The walk was long, and increasingly hot as the fog lifted. But we had a lovely early lunch just before Teo, and the walked the apparently ancient Rua de Francos for a while, and then as we walked through the township of Teo we could not help but notice the community protests at a proposed waste recycling dump – very similar in spirit to the protest we are experiencing in Dunsborough to the Puma petrol proposal.


Our lunch place at Teo (guess which one?)...


And lunch ...


Part of the Rua de Franco ...


One of the most ancient stone crosses along the way ...


Teo Toysal protoest ...


From here we pushed on into Santiago. It was a hilly walk, and by now everyone was hot and tired, and just wanting to get to the end. Which of course we did.


Helen with less than10 klms to go ...


Encouragement ...


Getting closer ...


Our first sighting of the Cathedral ... we are now allowed (and able) to smile.


I didn’t have the same emotional reaction to walking into the plaza in front of the Cathedral this time as I recall last time. It was an “I’m glad that’s over” sort of a feeling, but not the deep sense of accomplishment which I had experienced three years ago. I guess that makes sense, and I’m OK with it. But of course that didn’t stop us from just lying in the plaza for quite some time and taking in the surroundings, and of course the obligatory photos.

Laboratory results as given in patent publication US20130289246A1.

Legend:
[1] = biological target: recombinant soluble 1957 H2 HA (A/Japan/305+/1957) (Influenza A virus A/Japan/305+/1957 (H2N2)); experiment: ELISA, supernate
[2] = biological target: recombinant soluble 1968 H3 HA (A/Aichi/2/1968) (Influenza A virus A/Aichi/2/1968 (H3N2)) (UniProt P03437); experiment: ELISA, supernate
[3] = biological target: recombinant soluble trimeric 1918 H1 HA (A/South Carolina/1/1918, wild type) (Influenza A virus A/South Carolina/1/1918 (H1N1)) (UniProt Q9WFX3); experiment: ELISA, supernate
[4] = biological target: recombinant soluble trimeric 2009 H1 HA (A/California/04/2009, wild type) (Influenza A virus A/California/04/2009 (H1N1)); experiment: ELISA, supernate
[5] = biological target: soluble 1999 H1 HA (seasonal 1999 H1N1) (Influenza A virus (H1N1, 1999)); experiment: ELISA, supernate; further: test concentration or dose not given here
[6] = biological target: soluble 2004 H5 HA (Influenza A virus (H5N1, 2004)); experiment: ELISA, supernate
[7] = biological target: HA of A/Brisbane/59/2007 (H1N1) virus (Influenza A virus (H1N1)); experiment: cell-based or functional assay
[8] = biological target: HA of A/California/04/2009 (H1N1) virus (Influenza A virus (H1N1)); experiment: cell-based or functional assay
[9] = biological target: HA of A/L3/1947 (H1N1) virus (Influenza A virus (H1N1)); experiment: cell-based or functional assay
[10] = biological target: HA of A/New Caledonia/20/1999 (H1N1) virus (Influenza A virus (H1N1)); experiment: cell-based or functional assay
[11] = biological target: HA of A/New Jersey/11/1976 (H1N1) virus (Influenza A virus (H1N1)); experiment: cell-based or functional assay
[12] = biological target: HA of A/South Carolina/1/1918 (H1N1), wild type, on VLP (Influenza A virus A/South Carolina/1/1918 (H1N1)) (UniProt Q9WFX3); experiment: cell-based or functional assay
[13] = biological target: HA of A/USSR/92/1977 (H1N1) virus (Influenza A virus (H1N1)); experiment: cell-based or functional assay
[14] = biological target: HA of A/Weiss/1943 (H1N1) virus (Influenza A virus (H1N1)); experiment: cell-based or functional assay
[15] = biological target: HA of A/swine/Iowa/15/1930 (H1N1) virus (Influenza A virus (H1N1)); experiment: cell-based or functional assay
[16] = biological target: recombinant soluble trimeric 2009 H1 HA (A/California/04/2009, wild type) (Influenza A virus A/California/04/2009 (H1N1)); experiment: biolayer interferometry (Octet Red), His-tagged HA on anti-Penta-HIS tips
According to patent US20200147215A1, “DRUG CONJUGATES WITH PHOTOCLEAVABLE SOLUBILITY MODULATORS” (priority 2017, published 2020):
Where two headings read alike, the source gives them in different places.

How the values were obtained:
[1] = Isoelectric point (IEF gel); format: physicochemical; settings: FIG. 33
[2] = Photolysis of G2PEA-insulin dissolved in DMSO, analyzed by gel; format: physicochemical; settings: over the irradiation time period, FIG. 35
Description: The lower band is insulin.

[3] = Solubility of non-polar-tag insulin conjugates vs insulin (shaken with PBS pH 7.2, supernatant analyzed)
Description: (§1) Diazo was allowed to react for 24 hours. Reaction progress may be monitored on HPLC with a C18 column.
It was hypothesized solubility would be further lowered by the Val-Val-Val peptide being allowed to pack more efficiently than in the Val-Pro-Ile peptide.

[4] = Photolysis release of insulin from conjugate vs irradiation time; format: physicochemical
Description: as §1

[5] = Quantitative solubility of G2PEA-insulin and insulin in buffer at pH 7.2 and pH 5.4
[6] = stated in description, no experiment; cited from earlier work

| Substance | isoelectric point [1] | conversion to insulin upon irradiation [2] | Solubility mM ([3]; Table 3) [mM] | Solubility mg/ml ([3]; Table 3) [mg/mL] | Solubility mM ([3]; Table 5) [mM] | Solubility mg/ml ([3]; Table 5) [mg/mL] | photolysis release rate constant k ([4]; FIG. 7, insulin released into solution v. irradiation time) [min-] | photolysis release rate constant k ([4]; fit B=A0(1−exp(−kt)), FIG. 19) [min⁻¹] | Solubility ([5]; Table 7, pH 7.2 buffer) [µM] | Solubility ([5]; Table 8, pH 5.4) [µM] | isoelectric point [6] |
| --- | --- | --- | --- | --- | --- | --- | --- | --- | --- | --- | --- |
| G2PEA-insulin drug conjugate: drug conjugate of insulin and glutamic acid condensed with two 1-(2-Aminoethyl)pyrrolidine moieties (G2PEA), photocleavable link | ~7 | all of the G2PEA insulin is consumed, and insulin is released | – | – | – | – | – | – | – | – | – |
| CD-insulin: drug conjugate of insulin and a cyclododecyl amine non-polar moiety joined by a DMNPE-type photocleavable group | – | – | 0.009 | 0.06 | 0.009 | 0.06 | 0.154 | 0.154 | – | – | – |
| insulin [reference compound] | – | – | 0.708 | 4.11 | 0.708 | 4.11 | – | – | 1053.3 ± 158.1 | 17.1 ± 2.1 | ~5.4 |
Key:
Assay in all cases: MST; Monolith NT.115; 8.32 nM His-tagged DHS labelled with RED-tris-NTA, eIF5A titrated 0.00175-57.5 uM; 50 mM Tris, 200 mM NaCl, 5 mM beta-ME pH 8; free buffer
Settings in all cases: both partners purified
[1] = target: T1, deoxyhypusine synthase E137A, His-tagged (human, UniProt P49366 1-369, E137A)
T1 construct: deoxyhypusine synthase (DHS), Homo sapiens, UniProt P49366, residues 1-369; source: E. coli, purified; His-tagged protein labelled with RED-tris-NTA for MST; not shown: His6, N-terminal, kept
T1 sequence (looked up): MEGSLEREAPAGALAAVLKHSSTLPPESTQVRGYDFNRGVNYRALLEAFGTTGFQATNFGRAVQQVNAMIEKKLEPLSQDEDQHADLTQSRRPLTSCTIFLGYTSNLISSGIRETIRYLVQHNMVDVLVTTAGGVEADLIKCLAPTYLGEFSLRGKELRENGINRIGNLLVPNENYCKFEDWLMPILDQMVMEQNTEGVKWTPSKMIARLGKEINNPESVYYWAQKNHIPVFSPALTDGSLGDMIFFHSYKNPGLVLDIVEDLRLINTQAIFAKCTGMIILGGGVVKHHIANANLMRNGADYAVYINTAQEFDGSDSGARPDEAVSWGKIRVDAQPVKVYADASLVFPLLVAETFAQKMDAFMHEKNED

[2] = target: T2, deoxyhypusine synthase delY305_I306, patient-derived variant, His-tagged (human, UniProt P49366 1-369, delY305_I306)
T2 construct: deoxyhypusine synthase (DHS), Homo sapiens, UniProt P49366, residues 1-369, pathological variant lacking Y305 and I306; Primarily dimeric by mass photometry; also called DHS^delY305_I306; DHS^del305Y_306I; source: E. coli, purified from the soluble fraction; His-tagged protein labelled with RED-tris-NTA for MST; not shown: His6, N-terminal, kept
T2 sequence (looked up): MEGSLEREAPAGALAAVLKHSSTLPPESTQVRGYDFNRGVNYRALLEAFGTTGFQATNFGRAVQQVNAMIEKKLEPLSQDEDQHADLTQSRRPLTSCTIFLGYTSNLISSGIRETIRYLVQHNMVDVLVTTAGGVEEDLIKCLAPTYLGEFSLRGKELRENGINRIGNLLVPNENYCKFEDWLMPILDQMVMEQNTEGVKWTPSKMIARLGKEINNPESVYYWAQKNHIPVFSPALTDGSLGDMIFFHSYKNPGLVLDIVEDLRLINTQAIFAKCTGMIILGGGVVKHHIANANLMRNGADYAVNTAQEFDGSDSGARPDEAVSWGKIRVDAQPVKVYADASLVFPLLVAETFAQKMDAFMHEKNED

We went to the 7:30 pm Pilgrims Mass (three years ago we had rushed to get to the midday Pilgrims Mass, but that was never going to happen today), which brings me back to the beginning of today’s post. Those of you who know me and/or have read An Impossible Dream know that I am not a fan or organised religion, and do not have a religious belief in the accepted sense of the word. But going to mass at the Santiago Cathedral to end the journey, is a special event. The same nun who we had seen three years ago again regaled us with her simply glorious singing. The pomp and ceremony was nice, even if I don’t believe in its fundamentals. And they swung the botafumeiro, which is very special.


Showered, boots off, fed ...


So the day ended well, even allowing for my meltdown some hours earlier. Tomorrow we can enjoy some of these ...



A couple of rest days coming up ...

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Peter Campbell is a traveller, photographer, author.  He lives in the south-west corner of Western Australia with his wife Janet and golden retriever Peggy alongside the Indian and Great Southern oceans, in a peaceful rural setting surrounded by tall trees and in the company of kangaroos and kookaburras.  He can be contacted at this email address.